Swedish troops have been in Iraq since August 2015 working with 60-plus nations in the fight against the terrorist organization the Islamic State, or IS. Sweden's mission involves training Kurdish Peshmega soldiers on how to deal with possible chemical or biological weapon attacks.
After the Islamic State's self-declared capital of Raqqa, in Syria, fell this week and tensions rose between Iraq's central government and semi-autonomous Kurdistan, the future of the Swedish mission seemed to be in question.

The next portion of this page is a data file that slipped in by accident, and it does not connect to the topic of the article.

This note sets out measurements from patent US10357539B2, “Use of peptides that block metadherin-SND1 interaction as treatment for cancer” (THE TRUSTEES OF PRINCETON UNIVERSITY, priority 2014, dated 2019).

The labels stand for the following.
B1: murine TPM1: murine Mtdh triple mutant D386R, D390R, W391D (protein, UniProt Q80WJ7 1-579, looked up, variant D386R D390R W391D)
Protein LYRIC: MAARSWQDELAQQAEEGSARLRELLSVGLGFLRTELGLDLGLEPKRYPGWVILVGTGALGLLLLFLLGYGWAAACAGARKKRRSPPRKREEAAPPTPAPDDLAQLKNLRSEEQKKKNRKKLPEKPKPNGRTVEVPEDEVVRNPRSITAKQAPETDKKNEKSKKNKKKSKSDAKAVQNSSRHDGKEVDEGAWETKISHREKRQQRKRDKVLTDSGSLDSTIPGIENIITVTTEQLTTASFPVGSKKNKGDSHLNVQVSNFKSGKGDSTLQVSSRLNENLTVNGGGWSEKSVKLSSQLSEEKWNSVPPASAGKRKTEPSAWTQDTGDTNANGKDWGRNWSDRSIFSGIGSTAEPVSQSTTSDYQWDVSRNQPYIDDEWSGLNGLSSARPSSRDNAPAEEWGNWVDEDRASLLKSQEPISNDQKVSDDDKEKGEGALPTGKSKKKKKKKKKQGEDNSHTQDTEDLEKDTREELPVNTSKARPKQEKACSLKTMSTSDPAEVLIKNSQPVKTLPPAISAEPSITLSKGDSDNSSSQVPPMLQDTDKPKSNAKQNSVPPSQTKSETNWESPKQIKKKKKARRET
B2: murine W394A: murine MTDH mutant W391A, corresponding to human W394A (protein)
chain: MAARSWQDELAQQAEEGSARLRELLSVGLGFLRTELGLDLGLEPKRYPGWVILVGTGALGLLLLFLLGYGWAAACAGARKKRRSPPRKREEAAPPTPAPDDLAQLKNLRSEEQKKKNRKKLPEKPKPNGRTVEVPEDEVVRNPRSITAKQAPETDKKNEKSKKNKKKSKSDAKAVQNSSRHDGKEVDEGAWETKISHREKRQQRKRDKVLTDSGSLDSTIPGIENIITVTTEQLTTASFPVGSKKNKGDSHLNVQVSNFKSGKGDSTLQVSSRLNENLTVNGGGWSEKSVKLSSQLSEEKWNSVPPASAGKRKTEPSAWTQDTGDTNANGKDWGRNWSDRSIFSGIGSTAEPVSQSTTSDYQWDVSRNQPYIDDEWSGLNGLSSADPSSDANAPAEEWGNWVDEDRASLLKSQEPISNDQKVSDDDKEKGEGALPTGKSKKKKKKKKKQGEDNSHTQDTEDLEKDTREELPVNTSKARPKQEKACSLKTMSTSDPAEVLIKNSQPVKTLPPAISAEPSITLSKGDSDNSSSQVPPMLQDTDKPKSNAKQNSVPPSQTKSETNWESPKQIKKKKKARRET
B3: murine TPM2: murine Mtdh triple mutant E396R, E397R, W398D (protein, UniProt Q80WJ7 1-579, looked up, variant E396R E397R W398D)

But Annika Söder, Sweden's cabinet secretary for foreign affairs, told news agency TT that the government would ask parliament to keep the some 70 Swedish advisors on the ground.
The decision has been welcomed by members of the four-party opposition coalition, the Alliance. Radio Sweden spoke to Karin Enström, a member of parliament for the opposition Moderate Party and a former defence minister, about why.